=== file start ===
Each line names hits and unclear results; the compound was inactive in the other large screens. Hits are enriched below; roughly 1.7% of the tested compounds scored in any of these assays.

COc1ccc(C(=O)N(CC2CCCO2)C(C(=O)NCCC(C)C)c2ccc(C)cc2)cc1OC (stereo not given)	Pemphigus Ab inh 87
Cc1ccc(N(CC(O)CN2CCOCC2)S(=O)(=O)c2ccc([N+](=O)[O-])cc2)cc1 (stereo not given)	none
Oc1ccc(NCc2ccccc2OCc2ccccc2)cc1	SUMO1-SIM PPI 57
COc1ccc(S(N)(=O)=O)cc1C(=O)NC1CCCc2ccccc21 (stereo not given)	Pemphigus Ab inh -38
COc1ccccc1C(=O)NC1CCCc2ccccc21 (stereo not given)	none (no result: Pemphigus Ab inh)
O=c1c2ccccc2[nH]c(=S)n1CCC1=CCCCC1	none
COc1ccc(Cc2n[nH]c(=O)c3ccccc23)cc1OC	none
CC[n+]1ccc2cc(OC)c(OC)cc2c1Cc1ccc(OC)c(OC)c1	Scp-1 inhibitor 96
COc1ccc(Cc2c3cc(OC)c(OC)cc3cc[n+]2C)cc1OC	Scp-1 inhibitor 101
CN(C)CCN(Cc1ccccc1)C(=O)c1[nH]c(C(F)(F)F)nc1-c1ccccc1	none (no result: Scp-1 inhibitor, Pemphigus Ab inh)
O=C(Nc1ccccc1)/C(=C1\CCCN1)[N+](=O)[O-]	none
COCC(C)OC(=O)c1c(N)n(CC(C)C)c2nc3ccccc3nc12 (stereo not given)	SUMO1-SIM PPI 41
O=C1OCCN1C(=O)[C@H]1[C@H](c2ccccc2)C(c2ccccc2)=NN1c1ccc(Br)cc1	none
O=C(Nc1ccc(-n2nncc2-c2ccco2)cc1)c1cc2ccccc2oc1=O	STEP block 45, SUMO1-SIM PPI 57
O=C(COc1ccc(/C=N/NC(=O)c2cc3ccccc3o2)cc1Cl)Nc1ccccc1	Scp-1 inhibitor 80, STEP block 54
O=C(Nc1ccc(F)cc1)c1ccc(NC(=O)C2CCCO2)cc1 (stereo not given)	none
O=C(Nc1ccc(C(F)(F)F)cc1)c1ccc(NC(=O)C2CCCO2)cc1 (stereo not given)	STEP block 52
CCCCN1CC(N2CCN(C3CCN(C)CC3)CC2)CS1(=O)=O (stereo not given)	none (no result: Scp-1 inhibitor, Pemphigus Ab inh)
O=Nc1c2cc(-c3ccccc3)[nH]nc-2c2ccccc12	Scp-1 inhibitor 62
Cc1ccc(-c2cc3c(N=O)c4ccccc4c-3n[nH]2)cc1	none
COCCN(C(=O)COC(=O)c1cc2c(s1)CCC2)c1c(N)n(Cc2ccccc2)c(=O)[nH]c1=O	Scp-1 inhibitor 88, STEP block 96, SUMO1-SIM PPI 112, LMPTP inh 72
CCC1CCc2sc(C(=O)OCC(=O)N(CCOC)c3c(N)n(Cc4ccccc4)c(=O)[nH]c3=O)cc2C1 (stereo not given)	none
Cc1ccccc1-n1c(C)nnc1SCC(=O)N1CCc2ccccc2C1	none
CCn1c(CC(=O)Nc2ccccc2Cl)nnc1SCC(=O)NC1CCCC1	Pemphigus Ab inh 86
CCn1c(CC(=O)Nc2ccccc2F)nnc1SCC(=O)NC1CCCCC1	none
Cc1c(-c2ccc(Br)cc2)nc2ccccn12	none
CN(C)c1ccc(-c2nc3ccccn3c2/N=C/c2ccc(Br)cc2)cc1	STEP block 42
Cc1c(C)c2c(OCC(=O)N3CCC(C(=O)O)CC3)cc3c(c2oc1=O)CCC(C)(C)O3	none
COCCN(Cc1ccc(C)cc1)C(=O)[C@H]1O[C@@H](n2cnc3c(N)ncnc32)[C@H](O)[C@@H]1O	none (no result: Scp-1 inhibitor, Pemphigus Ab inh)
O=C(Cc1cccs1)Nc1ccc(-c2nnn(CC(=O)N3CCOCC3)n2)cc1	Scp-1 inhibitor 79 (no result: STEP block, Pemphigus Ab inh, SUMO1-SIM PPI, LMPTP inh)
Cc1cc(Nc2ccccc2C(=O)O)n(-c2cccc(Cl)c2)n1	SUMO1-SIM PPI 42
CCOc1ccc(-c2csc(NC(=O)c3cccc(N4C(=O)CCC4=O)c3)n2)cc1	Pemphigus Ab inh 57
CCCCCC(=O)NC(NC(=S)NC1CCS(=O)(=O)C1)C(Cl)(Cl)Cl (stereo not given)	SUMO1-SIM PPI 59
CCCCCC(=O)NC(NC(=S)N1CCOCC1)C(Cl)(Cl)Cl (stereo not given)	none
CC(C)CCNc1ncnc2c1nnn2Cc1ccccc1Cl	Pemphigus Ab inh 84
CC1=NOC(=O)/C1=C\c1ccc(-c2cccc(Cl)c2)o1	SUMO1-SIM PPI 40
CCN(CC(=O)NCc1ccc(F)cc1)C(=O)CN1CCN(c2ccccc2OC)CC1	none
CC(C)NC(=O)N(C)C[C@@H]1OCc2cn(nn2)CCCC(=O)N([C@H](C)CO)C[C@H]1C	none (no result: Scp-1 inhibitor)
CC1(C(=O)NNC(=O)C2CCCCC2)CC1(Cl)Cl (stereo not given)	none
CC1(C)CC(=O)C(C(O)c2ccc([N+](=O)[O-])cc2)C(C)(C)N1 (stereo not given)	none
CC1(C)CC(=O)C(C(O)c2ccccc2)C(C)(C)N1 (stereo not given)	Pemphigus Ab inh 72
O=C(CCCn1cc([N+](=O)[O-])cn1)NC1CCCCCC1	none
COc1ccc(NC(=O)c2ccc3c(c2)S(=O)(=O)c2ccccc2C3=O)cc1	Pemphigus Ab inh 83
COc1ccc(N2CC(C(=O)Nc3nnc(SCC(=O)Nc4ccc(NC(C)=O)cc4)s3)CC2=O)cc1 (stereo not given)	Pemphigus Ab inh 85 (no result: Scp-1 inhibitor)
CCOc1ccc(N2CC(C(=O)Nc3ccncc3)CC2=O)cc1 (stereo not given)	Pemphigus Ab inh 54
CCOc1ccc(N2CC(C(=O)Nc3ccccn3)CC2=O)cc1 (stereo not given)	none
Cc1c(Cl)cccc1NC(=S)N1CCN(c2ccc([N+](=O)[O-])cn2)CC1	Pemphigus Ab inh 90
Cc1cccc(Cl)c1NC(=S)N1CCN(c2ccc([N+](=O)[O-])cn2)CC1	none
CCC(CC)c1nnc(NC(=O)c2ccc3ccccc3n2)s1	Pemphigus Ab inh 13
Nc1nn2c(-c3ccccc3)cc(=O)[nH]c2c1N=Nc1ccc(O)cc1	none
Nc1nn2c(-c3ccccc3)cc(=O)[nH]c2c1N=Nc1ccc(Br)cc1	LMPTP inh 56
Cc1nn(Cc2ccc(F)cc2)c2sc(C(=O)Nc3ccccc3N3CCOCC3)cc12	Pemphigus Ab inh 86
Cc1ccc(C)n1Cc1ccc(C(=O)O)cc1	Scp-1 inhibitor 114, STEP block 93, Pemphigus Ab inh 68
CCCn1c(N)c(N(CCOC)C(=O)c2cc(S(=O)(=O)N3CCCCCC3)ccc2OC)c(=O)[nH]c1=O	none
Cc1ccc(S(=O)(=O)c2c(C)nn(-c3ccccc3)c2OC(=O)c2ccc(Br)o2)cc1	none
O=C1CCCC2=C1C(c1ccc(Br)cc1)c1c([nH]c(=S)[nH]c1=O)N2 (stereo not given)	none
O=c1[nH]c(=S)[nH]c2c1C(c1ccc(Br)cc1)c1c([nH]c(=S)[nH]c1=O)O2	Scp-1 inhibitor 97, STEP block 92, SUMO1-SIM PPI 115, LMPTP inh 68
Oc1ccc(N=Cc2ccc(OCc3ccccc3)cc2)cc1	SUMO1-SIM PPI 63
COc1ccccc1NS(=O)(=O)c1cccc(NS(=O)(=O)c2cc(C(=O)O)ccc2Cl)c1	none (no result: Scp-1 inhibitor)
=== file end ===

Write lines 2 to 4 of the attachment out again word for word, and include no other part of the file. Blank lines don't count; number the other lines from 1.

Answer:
COc1ccc(C(=O)N(CC2CCCO2)C(C(=O)NCCC(C)C)c2ccc(C)cc2)cc1OC (stereo not given)	Pemphigus Ab inh 87
Cc1ccc(N(CC(O)CN2CCOCC2)S(=O)(=O)c2ccc([N+](=O)[O-])cc2)cc1 (stereo not given)	none
Oc1ccc(NCc2ccccc2OCc2ccccc2)cc1	SUMO1-SIM PPI 57